Chatham–Arch, Indianapolis

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Chatham–Arch Historic District
Arch and Broadway in Indianapolis.jpg
Houses on the north side of the 600 block of E. Arch St
Chatham–Arch, Indianapolis is located in Indianapolis
Chatham–Arch, Indianapolis
Chatham–Arch, Indianapolis is located in Indianapolis
Chatham–Arch, Indianapolis
Chatham–Arch, Indianapolis is located in Indiana
Chatham–Arch, Indianapolis
Chatham–Arch, Indianapolis is located in the United States
Chatham–Arch, Indianapolis
LocationRoughly bounded by I-65, College Ave., 10th, 11th, North, New Jersey, Cleveland and East Sts., Indianapolis, Indiana
Coordinates39°46′42″N 86°8′48″W / 39.77833°N 86.14667°W / 39.77833; -86.14667Coordinates: 39°46′42″N 86°8′48″W / 39.77833°N 86.14667°W / 39.77833; -86.14667
Area54.5 acres (22.1 ha)
Architectural styleItalianate, Queen Anne, Gothic Revival
NRHP reference No.80000057[1]
Added to NRHPMarch 13, 1980

Chatham–Arch is a neighborhood located immediately east of Downtown Indianapolis, Indiana, United States. This neighborhood is one of the oldest in Indianapolis, dating back to the mid 19th century. Chatham–Arch contains many of Indianapolis's historic homes.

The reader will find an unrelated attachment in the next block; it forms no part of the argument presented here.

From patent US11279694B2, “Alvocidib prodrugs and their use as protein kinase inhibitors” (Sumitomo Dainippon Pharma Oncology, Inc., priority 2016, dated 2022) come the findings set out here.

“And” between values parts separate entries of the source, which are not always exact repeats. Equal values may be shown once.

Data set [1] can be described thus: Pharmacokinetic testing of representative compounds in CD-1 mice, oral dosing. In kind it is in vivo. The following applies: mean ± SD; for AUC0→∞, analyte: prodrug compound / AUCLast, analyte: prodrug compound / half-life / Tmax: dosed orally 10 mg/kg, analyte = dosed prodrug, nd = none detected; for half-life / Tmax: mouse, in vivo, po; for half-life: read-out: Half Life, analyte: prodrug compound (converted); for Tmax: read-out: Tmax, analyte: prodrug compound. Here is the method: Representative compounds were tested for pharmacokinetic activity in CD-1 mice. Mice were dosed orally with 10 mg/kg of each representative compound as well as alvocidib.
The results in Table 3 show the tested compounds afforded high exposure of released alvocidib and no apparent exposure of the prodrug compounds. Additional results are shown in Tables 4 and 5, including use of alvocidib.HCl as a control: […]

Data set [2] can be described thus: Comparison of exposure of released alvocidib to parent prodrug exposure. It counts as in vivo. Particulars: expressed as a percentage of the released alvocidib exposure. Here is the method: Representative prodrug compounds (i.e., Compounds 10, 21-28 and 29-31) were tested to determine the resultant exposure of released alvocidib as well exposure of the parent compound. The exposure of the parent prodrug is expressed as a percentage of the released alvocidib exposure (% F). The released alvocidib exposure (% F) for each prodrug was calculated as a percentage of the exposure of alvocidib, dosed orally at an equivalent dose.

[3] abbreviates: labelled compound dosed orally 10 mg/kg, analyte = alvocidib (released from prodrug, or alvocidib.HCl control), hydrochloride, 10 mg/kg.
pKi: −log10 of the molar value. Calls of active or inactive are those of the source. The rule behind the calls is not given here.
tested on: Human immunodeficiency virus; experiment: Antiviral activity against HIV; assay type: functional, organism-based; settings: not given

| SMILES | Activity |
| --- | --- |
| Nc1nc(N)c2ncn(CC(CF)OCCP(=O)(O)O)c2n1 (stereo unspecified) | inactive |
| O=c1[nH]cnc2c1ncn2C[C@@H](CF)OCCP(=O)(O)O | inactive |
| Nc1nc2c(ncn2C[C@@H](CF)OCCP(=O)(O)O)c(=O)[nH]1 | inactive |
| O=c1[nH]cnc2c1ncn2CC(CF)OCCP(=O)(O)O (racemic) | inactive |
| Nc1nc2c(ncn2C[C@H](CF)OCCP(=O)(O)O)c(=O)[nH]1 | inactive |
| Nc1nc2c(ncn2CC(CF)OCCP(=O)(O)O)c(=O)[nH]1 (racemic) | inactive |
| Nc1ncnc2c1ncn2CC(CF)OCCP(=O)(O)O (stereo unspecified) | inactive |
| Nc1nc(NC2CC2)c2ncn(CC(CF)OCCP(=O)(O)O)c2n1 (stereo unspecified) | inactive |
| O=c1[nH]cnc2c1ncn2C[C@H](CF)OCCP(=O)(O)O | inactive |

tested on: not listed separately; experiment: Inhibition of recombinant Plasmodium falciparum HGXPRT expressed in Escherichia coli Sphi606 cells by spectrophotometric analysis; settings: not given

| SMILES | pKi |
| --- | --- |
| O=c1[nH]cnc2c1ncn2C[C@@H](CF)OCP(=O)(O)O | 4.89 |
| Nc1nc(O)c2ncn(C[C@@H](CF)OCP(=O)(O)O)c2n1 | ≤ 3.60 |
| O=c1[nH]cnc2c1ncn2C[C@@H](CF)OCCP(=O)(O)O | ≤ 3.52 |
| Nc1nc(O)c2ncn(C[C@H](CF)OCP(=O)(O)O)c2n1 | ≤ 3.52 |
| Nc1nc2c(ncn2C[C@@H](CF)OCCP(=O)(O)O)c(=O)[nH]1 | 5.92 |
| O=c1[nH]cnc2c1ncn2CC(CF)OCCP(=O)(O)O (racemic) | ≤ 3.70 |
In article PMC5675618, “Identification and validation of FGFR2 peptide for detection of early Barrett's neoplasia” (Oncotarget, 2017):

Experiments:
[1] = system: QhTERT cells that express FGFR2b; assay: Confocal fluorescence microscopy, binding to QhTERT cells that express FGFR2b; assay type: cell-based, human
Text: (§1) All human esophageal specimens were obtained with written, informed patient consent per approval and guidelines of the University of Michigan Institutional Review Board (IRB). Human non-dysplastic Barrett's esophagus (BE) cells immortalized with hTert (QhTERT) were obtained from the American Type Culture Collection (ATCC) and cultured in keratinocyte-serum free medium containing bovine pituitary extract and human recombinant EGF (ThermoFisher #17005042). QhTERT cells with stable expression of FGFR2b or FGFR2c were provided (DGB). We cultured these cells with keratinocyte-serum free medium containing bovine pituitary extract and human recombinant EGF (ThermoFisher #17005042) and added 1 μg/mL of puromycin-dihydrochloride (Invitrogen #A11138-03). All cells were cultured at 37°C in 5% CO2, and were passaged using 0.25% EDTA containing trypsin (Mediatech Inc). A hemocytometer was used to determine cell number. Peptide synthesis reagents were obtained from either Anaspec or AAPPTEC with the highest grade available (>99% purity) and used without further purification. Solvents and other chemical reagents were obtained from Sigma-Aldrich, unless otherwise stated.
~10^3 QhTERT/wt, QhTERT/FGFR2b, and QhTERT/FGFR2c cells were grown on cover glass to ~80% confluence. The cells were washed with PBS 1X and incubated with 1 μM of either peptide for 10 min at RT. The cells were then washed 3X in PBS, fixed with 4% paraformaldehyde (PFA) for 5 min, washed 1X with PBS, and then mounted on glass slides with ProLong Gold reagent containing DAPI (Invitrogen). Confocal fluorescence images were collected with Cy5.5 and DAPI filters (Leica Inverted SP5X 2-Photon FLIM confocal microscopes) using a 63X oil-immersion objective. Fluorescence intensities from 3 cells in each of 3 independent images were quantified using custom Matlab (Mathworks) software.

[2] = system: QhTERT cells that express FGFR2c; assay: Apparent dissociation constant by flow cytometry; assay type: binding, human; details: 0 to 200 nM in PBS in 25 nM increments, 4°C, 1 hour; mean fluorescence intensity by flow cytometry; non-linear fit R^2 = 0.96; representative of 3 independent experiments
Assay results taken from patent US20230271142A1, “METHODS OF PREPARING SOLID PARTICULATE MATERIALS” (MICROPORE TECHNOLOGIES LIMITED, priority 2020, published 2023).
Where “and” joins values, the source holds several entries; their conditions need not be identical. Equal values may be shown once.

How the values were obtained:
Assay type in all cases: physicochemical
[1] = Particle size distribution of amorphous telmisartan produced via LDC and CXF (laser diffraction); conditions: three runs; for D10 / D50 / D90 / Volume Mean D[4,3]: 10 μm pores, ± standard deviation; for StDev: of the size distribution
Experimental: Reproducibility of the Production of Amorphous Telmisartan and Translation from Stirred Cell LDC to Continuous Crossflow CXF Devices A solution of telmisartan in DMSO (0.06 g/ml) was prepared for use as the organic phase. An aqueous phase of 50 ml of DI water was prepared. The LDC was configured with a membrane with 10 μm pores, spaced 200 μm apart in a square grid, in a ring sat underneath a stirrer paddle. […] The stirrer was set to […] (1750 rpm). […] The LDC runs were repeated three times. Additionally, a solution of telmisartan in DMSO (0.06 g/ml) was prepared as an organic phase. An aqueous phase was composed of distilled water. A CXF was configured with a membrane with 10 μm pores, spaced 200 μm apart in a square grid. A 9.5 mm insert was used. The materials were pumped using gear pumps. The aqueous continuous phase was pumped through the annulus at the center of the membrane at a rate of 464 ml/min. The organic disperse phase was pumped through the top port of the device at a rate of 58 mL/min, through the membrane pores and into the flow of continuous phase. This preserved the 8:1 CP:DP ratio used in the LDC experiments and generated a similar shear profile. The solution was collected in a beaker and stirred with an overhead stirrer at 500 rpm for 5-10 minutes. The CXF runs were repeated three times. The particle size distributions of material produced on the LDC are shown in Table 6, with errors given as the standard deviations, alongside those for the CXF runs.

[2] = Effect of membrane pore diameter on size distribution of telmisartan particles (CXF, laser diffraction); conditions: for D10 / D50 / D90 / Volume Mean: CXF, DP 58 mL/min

The Chatham–Arch Historic District is a 54.5-acre (22.1 ha) national historic district in the neighborhood that was listed on the National Register of Historic Places in 1980.[1] In 1980 it included 112 contributing buildings that were deemed to contribute to the historic character of the area. It developed between about 1836 and 1930, and includes representative examples of Italianate, Gothic Revival, and Queen Anne style architecture. Notable buildings include the Allen Methodist Episcopal Church (1927), Christian Hornberger House (1886), Mary Jefferson House (1875-1880), Rev. William Armstrong House (1881), Joseph Wernsing House (1868), Sarah Dye House (1890), Thomas Fiscus House (1865-1866), The Richelieu (1905), August Buschmann Building (1894), St. Joseph's Catholic Church (1879), Park Avenue Church (1909), First United Brethren Church (1922), Chatham Place (1878), The Argyle (1911), Wallace Block (1880), and Knauf-Smith Block (1886).[2]


  1. ^ a b "National Register Information System". National Register of Historic Places. National Park Service. March 13, 2009.
  2. ^ "Indiana State Historic Architectural and Archaeological Research Database (SHAARD)" (Searchable database). Department of Natural Resources, Division of Historic Preservation and Archaeology. Retrieved 2016-08-01. Note: This includes Judith Burd (August 1979). "National Register of Historic Places Inventory Nomination Form: Chatham–Arch Historic District" (PDF). Retrieved 2016-08-01. and Accompanying photographs

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